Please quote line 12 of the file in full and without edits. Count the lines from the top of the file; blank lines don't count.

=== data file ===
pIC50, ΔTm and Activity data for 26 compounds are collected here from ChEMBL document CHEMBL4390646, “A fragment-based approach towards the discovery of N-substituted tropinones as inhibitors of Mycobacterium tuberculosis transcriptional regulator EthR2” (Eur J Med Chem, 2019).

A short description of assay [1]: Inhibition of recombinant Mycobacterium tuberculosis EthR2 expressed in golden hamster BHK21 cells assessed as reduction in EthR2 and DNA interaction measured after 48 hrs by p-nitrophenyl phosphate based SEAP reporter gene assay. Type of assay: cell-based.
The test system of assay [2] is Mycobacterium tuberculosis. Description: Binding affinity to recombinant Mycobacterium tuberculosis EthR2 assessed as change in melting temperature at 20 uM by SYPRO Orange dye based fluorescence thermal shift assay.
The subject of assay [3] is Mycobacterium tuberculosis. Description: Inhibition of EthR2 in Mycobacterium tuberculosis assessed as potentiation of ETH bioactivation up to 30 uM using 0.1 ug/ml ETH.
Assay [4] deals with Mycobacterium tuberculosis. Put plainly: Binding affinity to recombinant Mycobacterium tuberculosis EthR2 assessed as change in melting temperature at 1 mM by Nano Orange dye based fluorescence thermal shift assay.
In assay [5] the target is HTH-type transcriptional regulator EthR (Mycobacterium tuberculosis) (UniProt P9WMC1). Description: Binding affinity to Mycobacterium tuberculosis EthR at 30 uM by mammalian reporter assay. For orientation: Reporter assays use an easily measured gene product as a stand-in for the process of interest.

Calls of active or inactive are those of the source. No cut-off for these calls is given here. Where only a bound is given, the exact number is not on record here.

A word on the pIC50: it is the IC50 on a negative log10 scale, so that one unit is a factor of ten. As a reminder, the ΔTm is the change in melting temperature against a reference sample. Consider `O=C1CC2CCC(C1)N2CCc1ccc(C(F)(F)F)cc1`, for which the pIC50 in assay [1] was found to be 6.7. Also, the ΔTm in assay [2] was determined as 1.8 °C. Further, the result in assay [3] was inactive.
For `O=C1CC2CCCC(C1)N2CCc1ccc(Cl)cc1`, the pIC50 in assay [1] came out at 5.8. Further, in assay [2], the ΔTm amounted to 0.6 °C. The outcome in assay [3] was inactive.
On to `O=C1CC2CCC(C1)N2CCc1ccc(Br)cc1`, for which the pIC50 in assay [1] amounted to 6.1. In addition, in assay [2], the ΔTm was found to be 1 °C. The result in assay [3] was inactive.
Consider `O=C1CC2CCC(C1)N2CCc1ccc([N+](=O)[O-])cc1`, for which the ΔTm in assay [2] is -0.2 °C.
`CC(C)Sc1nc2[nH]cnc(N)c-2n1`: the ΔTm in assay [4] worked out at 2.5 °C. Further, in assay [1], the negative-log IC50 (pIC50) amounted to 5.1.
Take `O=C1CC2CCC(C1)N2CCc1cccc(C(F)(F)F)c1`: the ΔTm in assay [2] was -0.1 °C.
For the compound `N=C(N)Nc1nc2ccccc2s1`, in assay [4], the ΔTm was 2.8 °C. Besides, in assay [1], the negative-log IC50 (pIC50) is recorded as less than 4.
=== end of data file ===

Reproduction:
`CC(C)Sc1nc2[nH]cnc(N)c-2n1`: the ΔTm in assay [4] worked out at 2.5 °C. Further, in assay [1], the negative-log IC50 (pIC50) amounted to 5.1.